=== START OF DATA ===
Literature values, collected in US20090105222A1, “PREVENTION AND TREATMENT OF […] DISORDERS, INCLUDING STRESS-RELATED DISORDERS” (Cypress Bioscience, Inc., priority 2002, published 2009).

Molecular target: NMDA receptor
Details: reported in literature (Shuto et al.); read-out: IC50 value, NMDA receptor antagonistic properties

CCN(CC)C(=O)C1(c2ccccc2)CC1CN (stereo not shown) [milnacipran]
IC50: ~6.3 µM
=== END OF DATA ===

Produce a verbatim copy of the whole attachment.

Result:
Literature values, collected in US20090105222A1, “PREVENTION AND TREATMENT OF […] DISORDERS, INCLUDING STRESS-RELATED DISORDERS” (Cypress Bioscience, Inc., priority 2002, published 2009).

Molecular target: NMDA receptor
Details: reported in literature (Shuto et al.); read-out: IC50 value, NMDA receptor antagonistic properties

CCN(CC)C(=O)C1(c2ccccc2)CC1CN (stereo not shown) [milnacipran]
IC50: ~6.3 µM